No one was anticipating any surprises from Ten Network’s full-year earnings announcement yesterday, and as expected chief executive Hamish McLennan presented to the market a series of numbers that could be described as consistently neither bad nor good.
The bad numbers were forecast, with revenue continuing to track downward at Ten. For the 12 months ending August 30, television revenue was down $97 million to $630 million, a 13 per cent drop. Earnings before interest and tax was down 62 per cent, and after impairment costs and what Ten claimed as “non-recurring items” of $334 million, the end result for the year was a net loss of $278 million.
To be fair, $292 million of the $334 million is related to impairment of the value of Ten’s television licence, and without this Ten would have most likely reported a small profit as a result of an impressive 8 per cent reduction in TV-related expenses for the year.
Many – including this writer – had thought that Ten would struggle to generate annual metro TV revenues, excluding contributions as a result of its Southern Cross regional affiliate agreement of $600 million, based on Ten’s half-year results and the overall state of the free-to-air TV sector as reported for the period ending 30 June 2013. Total television revenues of $630 million demonstrates this prediction was most likely correct.
While the numbers year-on-year don’t tell a great story for Ten, McLennan did point out during his presentation that weeks 31-40 of the ratings year have been far kinder to Ten in 2013 than they were in 2012. Its 25-54 age bracket audience has grown 6 per cent between the hours of 6:00pm and10:30pm – the key battleground for television advertising revenue.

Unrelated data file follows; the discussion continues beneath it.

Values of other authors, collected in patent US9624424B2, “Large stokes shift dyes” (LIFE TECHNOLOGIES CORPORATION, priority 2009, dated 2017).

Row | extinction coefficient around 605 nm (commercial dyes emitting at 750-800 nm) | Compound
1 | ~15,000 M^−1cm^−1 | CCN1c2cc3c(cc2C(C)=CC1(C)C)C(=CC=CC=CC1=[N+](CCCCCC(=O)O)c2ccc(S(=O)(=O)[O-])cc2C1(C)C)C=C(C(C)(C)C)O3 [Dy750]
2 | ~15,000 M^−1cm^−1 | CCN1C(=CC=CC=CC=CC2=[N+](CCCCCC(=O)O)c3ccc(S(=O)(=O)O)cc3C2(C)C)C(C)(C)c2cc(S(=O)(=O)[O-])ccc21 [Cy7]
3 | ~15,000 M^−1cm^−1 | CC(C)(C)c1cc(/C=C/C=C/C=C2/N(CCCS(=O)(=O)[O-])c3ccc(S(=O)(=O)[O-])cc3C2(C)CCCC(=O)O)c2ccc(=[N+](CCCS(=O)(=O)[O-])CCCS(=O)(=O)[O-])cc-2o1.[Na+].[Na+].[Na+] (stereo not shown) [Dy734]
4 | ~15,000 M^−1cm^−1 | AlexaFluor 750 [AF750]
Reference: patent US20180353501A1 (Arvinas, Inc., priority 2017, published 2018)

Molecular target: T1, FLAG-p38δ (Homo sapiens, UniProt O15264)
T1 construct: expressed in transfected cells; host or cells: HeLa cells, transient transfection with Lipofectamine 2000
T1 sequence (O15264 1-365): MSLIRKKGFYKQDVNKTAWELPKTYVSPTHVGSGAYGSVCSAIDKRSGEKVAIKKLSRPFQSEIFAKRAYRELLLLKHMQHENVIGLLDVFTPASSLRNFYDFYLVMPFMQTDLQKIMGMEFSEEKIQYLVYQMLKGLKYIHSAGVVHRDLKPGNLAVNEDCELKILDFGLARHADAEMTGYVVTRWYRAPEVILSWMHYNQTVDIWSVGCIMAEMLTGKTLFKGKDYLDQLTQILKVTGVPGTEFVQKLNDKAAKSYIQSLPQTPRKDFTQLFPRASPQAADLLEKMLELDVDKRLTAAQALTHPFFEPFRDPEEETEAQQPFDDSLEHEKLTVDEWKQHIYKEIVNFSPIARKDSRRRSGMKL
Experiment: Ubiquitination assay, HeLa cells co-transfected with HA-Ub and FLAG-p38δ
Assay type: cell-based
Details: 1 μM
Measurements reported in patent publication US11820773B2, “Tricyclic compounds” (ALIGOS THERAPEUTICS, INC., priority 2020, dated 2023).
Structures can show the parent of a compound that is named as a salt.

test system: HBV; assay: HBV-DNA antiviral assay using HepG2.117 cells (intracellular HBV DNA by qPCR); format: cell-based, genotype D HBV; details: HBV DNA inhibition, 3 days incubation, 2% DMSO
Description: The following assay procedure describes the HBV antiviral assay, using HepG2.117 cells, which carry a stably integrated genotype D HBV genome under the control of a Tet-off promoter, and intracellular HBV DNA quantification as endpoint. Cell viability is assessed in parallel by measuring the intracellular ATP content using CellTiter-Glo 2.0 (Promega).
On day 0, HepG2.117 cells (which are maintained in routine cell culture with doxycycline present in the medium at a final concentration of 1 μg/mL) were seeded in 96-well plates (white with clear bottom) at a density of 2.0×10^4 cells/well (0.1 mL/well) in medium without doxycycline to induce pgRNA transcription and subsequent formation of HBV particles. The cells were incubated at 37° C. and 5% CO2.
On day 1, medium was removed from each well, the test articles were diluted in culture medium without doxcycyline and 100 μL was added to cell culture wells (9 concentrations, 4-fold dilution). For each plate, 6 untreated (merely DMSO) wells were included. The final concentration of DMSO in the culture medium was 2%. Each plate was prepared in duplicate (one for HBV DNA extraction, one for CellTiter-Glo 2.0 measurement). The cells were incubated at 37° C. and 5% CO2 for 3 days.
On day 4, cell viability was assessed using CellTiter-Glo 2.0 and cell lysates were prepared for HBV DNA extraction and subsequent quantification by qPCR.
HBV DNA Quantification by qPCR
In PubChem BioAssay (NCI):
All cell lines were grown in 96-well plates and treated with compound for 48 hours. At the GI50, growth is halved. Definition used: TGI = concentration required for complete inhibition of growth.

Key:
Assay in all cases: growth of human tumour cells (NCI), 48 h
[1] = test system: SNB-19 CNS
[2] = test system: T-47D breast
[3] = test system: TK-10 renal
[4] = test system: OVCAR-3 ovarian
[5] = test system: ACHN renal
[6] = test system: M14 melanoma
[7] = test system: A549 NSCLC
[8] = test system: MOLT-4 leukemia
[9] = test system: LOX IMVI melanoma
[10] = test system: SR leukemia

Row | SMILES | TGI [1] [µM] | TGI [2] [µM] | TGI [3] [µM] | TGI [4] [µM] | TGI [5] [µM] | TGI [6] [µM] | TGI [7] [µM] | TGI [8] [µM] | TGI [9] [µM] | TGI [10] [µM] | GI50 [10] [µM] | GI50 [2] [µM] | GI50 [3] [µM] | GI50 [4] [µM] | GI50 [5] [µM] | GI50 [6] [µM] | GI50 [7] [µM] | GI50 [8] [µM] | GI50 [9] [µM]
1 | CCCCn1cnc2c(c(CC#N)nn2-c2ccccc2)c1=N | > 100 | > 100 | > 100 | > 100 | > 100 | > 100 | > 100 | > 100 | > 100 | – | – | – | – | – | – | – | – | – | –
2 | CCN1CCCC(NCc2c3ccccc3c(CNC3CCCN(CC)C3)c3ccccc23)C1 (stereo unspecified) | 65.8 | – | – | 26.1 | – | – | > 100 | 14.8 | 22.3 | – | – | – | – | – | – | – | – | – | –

Debt-wise, Ten is also in a much better place than it was 12 months ago. In that time it has reduced debt by $210 million and increased cash on hand by $28 million. Its interest expense has dropped $20 million year-on-year and it will take to its AGM a proposal to enter into a $200 million debt facility through the Commonwealth Bank of Australia, guaranteed by its high profile shareholders Lachlan Murdoch, James Packer and Bruce Gordon.
This means Ten is carrying significantly less debt than other media businesses such as Southern Cross Austereo (borrowings of over $690 million) and Seven West Media (borrowings of over $1.49 billion). It’s a good position to be in considering the turnaround strategy the group is aiming to execute and the often expensive content and rights requirements such a strategy will involve.
Still, the reality for Ten is its future success hinges purely on its ability to launch or acquire a programming hit, and it can be said that so far this has been something that has proven elusive. While Ten has seen some positive ratings momentum in the tail end of 2013, it lacks the programming hits that Seven and Nine have.
In TV, revenue is closely tied to ratings and ratings need hits. Ten not only needs to secure a hit, it needs to market the format to consumers. Where that hit will come from is still unknown, but the performance of formats rolled out in 2013 such as Wonderland, The Bachelor, This Week Live, Recipe to Riches and A League of Their Own would have been unlikely to worry executives at Nine and Seven. McLennan freely admits that ratings are not where they need to be.
Ten’s new catch-up digital property, Tenplay, is one worth watching. Launched only weeks ago, it has received positive feedback from the industry and consumers and has brought Ten’s programming – as well as programming not on the network – onto the web, mobile and tablets. It will allow Ten to finally compete head to head with Nine and Seven for cross-platform video deals – if it can scale quickly.